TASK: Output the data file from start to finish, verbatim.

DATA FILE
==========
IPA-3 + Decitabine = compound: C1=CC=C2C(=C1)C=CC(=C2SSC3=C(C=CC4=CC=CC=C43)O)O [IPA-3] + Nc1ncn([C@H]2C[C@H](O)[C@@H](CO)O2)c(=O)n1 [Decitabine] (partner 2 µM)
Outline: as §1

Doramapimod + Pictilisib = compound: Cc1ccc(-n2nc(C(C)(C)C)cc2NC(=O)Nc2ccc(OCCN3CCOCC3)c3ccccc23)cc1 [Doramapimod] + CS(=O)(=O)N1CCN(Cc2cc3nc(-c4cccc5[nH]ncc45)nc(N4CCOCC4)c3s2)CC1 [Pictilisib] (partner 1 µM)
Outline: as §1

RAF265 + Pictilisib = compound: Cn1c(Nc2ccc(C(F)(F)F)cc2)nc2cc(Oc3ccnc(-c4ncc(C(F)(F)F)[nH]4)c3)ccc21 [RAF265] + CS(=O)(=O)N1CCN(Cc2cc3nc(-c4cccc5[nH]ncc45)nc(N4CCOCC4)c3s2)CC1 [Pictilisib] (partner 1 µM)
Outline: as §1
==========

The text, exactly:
IPA-3 + Decitabine = compound: C1=CC=C2C(=C1)C=CC(=C2SSC3=C(C=CC4=CC=CC=C43)O)O [IPA-3] + Nc1ncn([C@H]2C[C@H](O)[C@@H](CO)O2)c(=O)n1 [Decitabine] (partner 2 µM)
Outline: as §1

Doramapimod + Pictilisib = compound: Cc1ccc(-n2nc(C(C)(C)C)cc2NC(=O)Nc2ccc(OCCN3CCOCC3)c3ccccc23)cc1 [Doramapimod] + CS(=O)(=O)N1CCN(Cc2cc3nc(-c4cccc5[nH]ncc45)nc(N4CCOCC4)c3s2)CC1 [Pictilisib] (partner 1 µM)
Outline: as §1

RAF265 + Pictilisib = compound: Cn1c(Nc2ccc(C(F)(F)F)cc2)nc2cc(Oc3ccnc(-c4ncc(C(F)(F)F)[nH]4)c3)ccc21 [RAF265] + CS(=O)(=O)N1CCN(Cc2cc3nc(-c4cccc5[nH]ncc45)nc(N4CCOCC4)c3s2)CC1 [Pictilisib] (partner 1 µM)
Outline: as §1